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Assuming i chose to route an impedance controlled signal with a power plane as a reference plane instead of ground (microstrip or stripline), and assuming i'll make sure the signal won't cross power planes.

Does it matter if the reference power plane is the VCC of the driver driving the signal or it can be any VCC i have on my PCB?

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Theoretically it does not matter as long as you provide proper coupling between different reference planes. The following animations illustrates the current flow in transmission line, Wikipedia gif. Moving dots illustrate local charges. As one can see, the charges oscillate along conductors, including the reference plane. When you switch planes, you need to shunt the gap with appropriate capacitor, to provide continuity. The coupling with MLCC caps might be tricky however, since the impedance of caps can turn into inductive branch for high-frequency signals, so the caps need to be selected carefully (and placed in near proximity to microstrip trace).

This animation also illustrates why any discontinuity in ground plane are bad for characteristic impedance uniformity - cuts in reference plane are obstructing the current oscillations.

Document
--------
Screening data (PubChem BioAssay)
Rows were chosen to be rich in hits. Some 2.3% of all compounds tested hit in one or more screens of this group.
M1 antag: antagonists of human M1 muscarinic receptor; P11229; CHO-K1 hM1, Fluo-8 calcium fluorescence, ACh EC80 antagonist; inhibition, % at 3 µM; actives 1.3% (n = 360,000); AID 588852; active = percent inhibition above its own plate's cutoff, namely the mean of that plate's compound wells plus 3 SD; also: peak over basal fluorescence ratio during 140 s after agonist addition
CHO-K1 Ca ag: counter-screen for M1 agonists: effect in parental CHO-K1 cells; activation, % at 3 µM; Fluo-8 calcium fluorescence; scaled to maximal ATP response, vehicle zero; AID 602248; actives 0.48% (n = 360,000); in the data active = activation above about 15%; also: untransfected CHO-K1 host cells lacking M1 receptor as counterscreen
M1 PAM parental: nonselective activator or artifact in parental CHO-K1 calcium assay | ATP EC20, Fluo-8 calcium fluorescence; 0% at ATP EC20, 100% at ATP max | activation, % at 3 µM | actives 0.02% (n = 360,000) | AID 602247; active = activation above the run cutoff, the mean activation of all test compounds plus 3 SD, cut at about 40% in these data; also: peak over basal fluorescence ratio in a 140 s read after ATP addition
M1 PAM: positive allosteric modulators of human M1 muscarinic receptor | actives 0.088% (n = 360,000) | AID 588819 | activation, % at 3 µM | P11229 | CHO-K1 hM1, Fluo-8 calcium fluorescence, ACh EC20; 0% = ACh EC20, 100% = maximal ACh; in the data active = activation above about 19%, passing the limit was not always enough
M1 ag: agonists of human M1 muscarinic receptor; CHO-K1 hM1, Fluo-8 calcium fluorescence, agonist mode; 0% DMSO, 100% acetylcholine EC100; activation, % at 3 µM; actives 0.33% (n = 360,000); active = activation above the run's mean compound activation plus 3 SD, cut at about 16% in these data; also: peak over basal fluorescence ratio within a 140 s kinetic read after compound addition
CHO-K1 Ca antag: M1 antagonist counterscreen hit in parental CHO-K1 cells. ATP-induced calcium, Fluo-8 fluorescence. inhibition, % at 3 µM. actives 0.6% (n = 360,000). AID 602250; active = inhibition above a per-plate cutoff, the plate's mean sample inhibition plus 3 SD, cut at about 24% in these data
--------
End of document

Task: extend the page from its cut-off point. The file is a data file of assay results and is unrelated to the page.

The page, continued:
ADDITION: Here I found a nice article about the fundamental importance of Return Current" in HS design, which partially touches the topic of split reference planes, "The Ground Myth", see Slide 93.

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  • \$\begingroup\$ Can you erase the thing about the cap, so I can upvote your answer? This is not good for a number of reasons. Just think about what frequencies this would work for and compare to what you need for typical digital stuff today. \$\endgroup\$ – Rolf Ostergaard Jan 26 '17 at 10:08
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    \$\begingroup\$ @RolfOstergaard, sorry, I can't erase the stuff about the cap. When a reference plane is split, you have to provide a continuity for return current. Since the planes are at different potential, only a cap can do this. But the caps are what they are, so one needs to be careful. See one example piers.org/piersonline/pdf/Vol3No7Page1144to1147.pdf \$\endgroup\$ – Ale..chenski Jan 26 '17 at 18:29

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